People who are very particular about cleanliness should look for a short-haired breed, because the PON drags a lot of dirt into the house with its long coat.
Husbandry And Diet
This energetic, independent dog breed is also a reliable watchdog. He barks a lot – but is not a yapper – and very loud. Therefore, in densely populated areas, it could cause problems with the neighbors.
You should take this into consideration when deciding if a Polish Lowland Sheepdog is suitable for you. A Polish Lowland Sheepdog loves to be outside in all kinds of weather. Extended walks, running on the bike or jogging are ideal for the charming fuzzy dog.
For various dog sports, the PON is also the right candidate. A Polish Lowland Sheepdog can be kept in an apartment in the city, if it gets enough activity and exercise, taking into account its barking tendency.
However, he is most comfortable in the countryside or on the outskirts of town, in a house with a garden, where he can romp around independently and guard “house and yard”.
When it comes to nutrition, a Polish Lowland Sheepdog does not make any special demands. A high-quality dog food, preferably grain-free, with a high meat content and as little “fillers” as possible is recommended. Here it does not matter whether you prefer to feed dry food or wet food.
Education And Care
This breed needs strong leadership. It therefore needs a dog-experienced person who raises the PON with loving consistency.
Its high intelligence allows the PON to understand very quickly what it is allowed to do and what it is not allowed to do. The PON is bribable, treats and the high play instinct can be used by the owner during the education.
Grooming is easy because a Polish Lowland Sheepdog does not shed or mat. Loose hair and loose undercoat are removed during thorough combing once a week.
Health And Typical Diseases
In principle, a Polish Lowland Sheepdog has robust health. Typical diseases you should watch out for are HD, as some PONs are prone to hip dysplasia, PDA – Persistent Ductus Arteriosus Botalli and the eye disease PRA, i.e. Progressive Retinal Atrophy.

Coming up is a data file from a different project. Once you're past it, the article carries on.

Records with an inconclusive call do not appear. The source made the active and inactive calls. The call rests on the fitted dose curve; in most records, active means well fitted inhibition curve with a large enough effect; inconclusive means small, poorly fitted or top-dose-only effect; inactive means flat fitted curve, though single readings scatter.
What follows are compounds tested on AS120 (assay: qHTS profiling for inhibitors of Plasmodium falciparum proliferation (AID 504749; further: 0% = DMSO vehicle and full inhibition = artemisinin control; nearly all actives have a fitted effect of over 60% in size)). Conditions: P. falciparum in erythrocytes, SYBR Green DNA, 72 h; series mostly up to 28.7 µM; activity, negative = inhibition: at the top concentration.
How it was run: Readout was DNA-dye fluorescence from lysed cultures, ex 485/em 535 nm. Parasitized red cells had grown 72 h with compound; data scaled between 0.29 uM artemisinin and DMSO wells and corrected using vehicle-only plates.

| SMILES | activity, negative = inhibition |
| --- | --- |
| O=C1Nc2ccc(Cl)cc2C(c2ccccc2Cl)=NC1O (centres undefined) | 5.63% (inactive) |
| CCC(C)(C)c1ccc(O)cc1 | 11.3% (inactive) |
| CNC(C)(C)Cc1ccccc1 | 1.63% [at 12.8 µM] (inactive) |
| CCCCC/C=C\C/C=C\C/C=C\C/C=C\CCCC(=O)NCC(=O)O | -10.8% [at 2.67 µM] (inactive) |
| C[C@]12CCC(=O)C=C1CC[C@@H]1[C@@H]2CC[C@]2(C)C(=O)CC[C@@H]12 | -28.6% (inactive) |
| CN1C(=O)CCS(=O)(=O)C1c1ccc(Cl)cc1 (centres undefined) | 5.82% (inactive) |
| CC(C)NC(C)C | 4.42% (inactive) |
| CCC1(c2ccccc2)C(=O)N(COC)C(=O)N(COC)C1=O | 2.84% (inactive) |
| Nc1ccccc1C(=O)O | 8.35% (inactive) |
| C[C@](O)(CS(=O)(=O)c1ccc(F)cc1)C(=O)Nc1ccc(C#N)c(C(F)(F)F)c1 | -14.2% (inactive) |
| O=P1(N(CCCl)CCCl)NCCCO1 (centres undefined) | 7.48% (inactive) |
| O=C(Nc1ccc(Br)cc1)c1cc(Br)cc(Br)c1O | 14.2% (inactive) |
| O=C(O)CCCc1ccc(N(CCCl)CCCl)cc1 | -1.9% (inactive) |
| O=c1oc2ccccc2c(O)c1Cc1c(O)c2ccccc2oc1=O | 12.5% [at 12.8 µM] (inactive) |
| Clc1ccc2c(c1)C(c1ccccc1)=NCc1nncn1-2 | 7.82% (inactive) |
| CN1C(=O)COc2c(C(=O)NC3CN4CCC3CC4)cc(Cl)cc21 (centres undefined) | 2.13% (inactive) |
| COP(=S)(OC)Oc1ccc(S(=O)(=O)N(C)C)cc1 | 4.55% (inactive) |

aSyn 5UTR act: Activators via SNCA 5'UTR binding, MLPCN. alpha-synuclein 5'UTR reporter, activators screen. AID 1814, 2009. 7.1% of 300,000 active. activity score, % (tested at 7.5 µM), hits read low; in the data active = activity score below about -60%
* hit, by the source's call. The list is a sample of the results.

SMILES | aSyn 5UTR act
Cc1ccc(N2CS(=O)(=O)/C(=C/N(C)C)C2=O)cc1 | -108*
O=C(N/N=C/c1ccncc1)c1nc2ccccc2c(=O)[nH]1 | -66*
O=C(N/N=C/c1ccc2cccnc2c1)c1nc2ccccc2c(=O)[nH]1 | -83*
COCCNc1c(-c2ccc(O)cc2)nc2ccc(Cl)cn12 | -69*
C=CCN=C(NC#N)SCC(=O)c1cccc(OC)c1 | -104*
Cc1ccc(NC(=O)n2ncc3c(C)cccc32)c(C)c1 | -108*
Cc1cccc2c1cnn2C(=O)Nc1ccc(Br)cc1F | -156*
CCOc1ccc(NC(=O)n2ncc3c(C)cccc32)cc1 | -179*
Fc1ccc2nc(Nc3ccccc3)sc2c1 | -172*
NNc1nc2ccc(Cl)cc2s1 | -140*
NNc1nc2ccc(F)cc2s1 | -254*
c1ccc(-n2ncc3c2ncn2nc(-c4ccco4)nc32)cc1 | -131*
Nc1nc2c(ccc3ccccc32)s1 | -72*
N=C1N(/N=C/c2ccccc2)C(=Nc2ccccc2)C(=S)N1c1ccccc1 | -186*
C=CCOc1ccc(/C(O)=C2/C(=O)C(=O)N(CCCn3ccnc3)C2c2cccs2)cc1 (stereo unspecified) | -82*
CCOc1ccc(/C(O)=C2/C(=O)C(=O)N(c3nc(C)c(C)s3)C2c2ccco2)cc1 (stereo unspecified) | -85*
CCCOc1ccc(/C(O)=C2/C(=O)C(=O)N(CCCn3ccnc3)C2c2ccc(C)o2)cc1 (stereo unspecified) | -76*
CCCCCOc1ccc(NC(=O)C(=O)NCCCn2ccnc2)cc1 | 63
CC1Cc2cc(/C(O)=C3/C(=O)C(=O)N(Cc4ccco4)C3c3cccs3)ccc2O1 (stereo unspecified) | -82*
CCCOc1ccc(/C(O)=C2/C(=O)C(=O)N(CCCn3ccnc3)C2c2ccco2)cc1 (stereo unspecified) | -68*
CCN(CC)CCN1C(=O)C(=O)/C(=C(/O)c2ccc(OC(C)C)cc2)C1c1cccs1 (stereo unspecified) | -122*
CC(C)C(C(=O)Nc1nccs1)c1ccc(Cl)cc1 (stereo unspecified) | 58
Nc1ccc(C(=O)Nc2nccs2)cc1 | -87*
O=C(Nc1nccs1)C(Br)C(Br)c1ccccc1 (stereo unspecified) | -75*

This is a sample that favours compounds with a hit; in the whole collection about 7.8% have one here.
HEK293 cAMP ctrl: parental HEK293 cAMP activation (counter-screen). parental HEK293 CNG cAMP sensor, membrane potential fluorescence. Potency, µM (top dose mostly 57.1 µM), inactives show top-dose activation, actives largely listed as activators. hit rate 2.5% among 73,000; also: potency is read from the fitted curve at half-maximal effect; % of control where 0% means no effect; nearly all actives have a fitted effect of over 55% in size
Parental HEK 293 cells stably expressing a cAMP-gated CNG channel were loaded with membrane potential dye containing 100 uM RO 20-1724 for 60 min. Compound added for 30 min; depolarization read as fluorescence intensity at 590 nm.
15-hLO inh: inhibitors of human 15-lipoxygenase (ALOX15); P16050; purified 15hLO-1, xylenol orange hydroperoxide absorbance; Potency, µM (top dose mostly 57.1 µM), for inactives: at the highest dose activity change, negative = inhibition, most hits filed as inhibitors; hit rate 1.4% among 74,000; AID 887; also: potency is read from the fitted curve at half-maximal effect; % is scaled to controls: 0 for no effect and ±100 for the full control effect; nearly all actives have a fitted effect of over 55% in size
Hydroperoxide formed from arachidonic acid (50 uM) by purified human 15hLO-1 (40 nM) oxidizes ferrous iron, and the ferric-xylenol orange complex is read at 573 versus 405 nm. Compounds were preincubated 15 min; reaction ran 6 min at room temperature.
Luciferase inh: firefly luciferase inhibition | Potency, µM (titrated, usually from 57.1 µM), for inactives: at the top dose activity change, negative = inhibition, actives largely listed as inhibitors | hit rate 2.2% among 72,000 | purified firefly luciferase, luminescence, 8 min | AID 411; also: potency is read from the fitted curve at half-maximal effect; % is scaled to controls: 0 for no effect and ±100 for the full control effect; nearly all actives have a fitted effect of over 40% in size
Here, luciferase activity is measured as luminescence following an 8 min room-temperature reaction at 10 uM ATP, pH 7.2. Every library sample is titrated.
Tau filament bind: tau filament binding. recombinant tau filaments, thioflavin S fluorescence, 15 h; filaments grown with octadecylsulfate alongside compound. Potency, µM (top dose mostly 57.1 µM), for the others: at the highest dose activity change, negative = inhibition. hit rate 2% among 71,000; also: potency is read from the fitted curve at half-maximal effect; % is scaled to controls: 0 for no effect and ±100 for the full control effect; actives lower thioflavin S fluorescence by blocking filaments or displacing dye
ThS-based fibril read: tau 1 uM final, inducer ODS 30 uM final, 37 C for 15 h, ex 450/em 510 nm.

This eye disease, however, occurs only in older dogs, approximately from the eighth year of life, and progresses slowly. It can still lead to blindness.
PDA is a heart disease that already occurs in puppies. It is a defective connection between the aorta and the pulmonary artery.
This connection is found in every mammal embryo. It closes a few hours, at the latest a few days after birth. However, if it remains open, it is called PDA. The condition is easily detectable and is corrected by surgery. After that, the animal has a normal life expectancy.
It is advisable to look for a breeder who has his puppies examined by heart ultrasound before they are given away, in order to exclude the disease.
Life Expectancy Polish Lowland Sheepdog
The life expectancy of this charming and smart herding dog breed is 12 to 15 years.
Buy Polish Lowland Sheepdog Breed
When buying your PON, make sure the breeder you choose belongs to a club and is registered. Ask your breeder about PDA, HD and the mentioned eye disease and inquire about the health of the parents.
The parents and the puppies should be well-balanced and show no signs of aggression. They should not be kept in kennels and should show a well-groomed appearance.
You can find addresses of good breeders of the Polish Lowland Sheepdog breed on the website of the VDH, the German Kennel Club. This association will be happy to help you find the right puppy.
Please do not buy a puppy from a so-called multiplier. If the puppy is very cheap according to the advertisement, if the puppy is to be handed over on a parking lot or at your home or if you do not see any parents, it is probably a multiplier.
As a rule, you are buying a dog that has been raised without love and without the appropriate vaccinations, and which can or could become seriously ill, and you are supporting a lot of animal suffering with this purchase.
The charming nature and the appealing appearance of this cuddly fuzzy dog inspire every dog lover. However, a Polish Lowland Hound is not to be underestimated.
Beginners are suitable for the pretty herding dogs only if the owner is very willing to learn and has a good dog school behind him, who are familiar with the smart chubby dogs.
People who don’t like to be out in foul weather, don’t like to go on long hikes, or don’t like dog sports should also look for another breed.
Also, a Polish Lowland Sheepdog is only conditionally suitable for city dwellings due to its alertness and associated barking tendencies.
Sporty people, on the other hand, who like to be out and about in nature or who regularly go cycling or jogging, have enough time for their four-legged friend and would like to introduce him to one or the other dog sport, will find a loyal companion in the PON.